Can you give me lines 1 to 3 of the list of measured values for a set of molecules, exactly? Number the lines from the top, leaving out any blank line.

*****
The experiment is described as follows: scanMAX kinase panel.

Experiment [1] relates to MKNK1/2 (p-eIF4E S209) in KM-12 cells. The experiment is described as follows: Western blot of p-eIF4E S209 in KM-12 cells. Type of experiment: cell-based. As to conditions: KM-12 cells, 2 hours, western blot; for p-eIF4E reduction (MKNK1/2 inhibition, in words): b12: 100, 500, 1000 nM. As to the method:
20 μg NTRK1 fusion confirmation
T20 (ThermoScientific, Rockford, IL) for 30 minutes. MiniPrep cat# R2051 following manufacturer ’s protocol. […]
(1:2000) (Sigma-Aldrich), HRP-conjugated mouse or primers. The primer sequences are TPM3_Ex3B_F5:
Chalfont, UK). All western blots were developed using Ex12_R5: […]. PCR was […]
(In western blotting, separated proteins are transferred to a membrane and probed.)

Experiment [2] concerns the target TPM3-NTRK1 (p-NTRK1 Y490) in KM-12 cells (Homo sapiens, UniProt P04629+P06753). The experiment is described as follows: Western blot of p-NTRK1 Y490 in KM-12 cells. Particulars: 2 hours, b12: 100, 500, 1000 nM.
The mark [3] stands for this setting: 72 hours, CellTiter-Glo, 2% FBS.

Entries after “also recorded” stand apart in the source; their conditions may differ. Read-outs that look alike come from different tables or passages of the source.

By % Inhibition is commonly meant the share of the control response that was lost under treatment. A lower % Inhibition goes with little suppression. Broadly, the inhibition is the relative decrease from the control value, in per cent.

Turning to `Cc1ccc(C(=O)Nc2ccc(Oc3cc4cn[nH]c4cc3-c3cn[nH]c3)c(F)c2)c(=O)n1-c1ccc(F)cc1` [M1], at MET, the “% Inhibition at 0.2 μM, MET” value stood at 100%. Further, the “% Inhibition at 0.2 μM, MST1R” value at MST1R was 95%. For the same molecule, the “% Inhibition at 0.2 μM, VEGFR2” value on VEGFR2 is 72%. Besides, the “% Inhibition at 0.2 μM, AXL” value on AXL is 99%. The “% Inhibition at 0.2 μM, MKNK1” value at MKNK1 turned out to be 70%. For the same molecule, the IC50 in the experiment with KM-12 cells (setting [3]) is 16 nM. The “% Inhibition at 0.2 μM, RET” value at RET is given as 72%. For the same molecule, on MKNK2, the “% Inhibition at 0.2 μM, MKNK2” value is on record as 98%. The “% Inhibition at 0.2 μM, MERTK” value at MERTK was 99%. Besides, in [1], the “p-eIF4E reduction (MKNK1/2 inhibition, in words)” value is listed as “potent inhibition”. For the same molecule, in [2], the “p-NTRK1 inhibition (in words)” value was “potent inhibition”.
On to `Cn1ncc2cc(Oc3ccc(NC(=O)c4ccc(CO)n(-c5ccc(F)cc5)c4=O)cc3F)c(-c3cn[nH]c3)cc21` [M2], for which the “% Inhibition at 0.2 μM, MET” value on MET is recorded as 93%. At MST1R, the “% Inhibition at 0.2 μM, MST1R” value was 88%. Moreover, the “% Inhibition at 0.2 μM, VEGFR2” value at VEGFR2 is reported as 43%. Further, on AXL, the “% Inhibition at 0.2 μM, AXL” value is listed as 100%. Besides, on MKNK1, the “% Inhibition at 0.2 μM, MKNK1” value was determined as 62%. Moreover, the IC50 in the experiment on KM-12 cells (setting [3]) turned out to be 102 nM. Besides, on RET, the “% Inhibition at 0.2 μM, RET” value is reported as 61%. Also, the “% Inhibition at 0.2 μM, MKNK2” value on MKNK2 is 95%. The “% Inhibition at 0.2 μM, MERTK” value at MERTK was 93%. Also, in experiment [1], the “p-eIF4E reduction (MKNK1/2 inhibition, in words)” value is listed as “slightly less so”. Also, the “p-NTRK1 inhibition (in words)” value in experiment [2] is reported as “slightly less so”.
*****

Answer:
The experiment is described as follows: scanMAX kinase panel.

Experiment [1] relates to MKNK1/2 (p-eIF4E S209) in KM-12 cells. The experiment is described as follows: Western blot of p-eIF4E S209 in KM-12 cells. Type of experiment: cell-based. As to conditions: KM-12 cells, 2 hours, western blot; for p-eIF4E reduction (MKNK1/2 inhibition, in words): b12: 100, 500, 1000 nM. As to the method:
20 μg NTRK1 fusion confirmation